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Durable yet Supple, KOKURA-ORI Earned Distinction Nationwide.


After the 16th century, cultivating cotton grew all around Japan, and cotton cloth spread widely. In the Edo era, women of the samurai families began weaving using cotton yarn, and the weaving culture became attached in Buzen Kokura, currently Kitakyushu City, Fukuoka.


Durable and thick Kokura-ori, warp density is more than double weft, known for unique stripes. Buzen Kokura became well known for Kokura-ori. Kokura-ori was highly valued for Hakama (traditional Japanese pant-like garment) and Obi (traditional Japanese sash) among samurai and said that impervious to spears. Then its use increased among ordinary people as well. 


By the time of the Meiji era, a new textile, “Salt and Pepper,” made of gray mottled yarn plied with black and white threads, was produced. The fabric was mainly used for summer uniforms of boy students and spread all over Japan. Salt and Pepper has even been mentioned in Soseki Natsume and Katai Tayama, etc. Early days of the Showa era, the Kokura-ori industry faded once, but it came back to life after a long time. 


A Destined Encounter of A Textile Artist Noriko Tsuiki and KOKURA-ORI Brought Back Its Life Over The Decades.


Noriko Tsuiki, a textile artist from Kitakyushu city, brought Kokura-ori back to life. She chose her profession after getting interested in Noh costume. In 1983, she came across a tiny piece of scraps of fabric. 

She became engrossed in its beauty, a child's hakama on the last day of the Edo period. The scrap had an elaborate design: deep navy and white, thin indigo in the middle, and the gradation of blue beside the indigo. The color combination never gets old yet chic and graceful. The thick yet sleek cotton scrap with gloss-like silk was the Kokura-ori forgotten even by the locals. 

After the encounter, Noriko Tsuki started researching Kokura-ori and found that warps have more density than wefts. She tried weaving with the same ratio of warps to wefts used with the scrap, but the finish gave a rough and rustic impression. 

Her visionary finish was the textile with maturity and texture that benefited its design. After many trials and errors, such as changing yarn weight, density, and how to twist, in 1984, she finally revived Kokura-ori by making yarn thinner and using warps about three times more than wefts. It was an evolved Kokura-ori from the tradition. Once forgotten, traditional culture in Kitakyushu started taking a new path once again.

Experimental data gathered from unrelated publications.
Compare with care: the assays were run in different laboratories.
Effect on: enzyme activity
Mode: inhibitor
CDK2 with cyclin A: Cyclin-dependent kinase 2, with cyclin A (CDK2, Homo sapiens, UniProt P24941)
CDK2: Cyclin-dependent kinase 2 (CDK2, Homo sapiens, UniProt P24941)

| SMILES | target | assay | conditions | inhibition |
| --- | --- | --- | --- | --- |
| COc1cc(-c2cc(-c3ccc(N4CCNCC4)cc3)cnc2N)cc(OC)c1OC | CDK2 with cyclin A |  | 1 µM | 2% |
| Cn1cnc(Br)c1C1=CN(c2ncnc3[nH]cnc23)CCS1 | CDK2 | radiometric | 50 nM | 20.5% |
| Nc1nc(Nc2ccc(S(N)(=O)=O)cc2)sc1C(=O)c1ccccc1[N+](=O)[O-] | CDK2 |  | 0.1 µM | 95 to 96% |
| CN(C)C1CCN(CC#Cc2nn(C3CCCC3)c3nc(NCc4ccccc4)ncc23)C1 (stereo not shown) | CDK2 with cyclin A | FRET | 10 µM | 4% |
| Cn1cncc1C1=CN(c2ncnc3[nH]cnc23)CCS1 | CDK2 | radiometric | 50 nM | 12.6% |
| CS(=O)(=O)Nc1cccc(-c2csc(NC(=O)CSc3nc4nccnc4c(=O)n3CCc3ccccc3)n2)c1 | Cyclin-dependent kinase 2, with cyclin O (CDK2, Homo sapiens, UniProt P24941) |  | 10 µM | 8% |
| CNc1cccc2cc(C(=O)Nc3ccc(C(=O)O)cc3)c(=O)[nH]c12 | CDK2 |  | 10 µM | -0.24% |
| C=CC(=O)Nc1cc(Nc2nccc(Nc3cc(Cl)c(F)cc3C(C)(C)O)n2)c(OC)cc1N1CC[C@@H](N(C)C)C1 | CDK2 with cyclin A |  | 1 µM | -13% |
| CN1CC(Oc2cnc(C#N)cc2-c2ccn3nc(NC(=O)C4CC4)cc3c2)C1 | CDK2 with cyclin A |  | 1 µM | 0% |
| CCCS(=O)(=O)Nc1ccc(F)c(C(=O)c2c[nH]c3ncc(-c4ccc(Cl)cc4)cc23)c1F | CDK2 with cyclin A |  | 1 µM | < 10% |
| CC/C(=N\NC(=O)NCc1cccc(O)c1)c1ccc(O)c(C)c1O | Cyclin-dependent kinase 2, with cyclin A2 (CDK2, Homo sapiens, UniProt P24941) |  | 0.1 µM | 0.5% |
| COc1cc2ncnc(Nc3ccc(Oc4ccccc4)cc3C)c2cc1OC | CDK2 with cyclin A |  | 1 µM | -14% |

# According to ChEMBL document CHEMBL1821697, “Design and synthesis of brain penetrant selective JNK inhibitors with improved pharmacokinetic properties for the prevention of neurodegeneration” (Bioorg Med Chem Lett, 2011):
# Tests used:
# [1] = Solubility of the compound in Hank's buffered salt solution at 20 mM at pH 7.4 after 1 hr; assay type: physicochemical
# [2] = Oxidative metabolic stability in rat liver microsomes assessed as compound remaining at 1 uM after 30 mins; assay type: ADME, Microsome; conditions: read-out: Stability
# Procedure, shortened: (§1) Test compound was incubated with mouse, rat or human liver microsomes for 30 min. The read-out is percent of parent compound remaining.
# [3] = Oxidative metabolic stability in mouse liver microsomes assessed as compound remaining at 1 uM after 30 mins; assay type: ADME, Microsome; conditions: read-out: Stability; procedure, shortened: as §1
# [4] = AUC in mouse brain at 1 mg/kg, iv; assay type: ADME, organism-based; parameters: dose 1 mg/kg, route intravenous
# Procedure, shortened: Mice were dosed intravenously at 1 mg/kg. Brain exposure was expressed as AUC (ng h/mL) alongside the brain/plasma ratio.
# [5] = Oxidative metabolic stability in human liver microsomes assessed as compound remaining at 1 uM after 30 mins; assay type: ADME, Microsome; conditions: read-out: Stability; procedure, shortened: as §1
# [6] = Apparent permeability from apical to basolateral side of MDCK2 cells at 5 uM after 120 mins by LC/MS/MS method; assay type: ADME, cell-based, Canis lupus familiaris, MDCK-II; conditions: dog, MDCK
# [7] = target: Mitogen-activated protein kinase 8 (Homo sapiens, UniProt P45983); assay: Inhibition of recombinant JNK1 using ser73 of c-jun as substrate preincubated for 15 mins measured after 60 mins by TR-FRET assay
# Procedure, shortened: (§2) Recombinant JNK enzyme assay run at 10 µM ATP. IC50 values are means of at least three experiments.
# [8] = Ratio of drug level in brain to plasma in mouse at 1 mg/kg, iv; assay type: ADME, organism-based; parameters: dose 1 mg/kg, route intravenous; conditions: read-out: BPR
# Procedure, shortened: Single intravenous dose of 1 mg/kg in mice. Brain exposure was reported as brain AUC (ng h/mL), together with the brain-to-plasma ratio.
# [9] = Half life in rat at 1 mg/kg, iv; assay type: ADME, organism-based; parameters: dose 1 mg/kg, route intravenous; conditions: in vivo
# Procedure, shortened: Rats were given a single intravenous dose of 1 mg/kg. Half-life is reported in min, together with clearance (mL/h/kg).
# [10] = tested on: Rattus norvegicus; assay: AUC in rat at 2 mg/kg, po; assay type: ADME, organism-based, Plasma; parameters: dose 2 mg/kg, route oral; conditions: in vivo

Our Mission is to Carry on Evolving KOKURA-ORI, Representing Japanese Tradition.

Reviving a once faded tradition is not easy. In 1996, KOKURA CREATION INC. the predecessor of KOKURA SHIMA SHIMA INC. was launched with the passion of people fascinated by Kokura-ori and the mission that doesn't stop the time of Kokura-ori never again. Original brand KOKURA SHIMA SHIMA, the new age of Kokura-ori, began in 2007, and Kokura Stripes Japan Association was launched in 2015. 


KOKURA SHIMA SHIMA passionately challenged creating new textile and released a series of "SHIMA SHIMA BASIC," "SHIMA SHIMA CLASSIC," "SHIMA SHIMA EVOL," "SHIMA SHIMA LIV," "SHIMA SHIMA CASA," "SHIMA SHIMA EARTH" and "Pepper and Salt." Developing perspective vertical stripes known as KOKURA STRIPES overseas and sustainable textile made of cotton and recycled polyester yarns, KOKURA SHIMA SHIMA is constantly evolving to meet the trend and people's lifestyle.


Kokura-ori is an ever-evolving textile. It kept changing from Edo to Showa, then to now. The mission of KOKURA SHIMA SHIMA INC. is not just to protect the tradition. Based on the essence "evolving" of Kokura-ori, which has more than 400years of history, make it sublimate to modern, high-quality design and grow for the future. We will pursue the ideal way of Kokura-ori and spread the Kokura-ori as one of the fascinating Japanese cultures worldwide. 

*Our textiles are manufactured by Kokura Textile Inc, the same group company.


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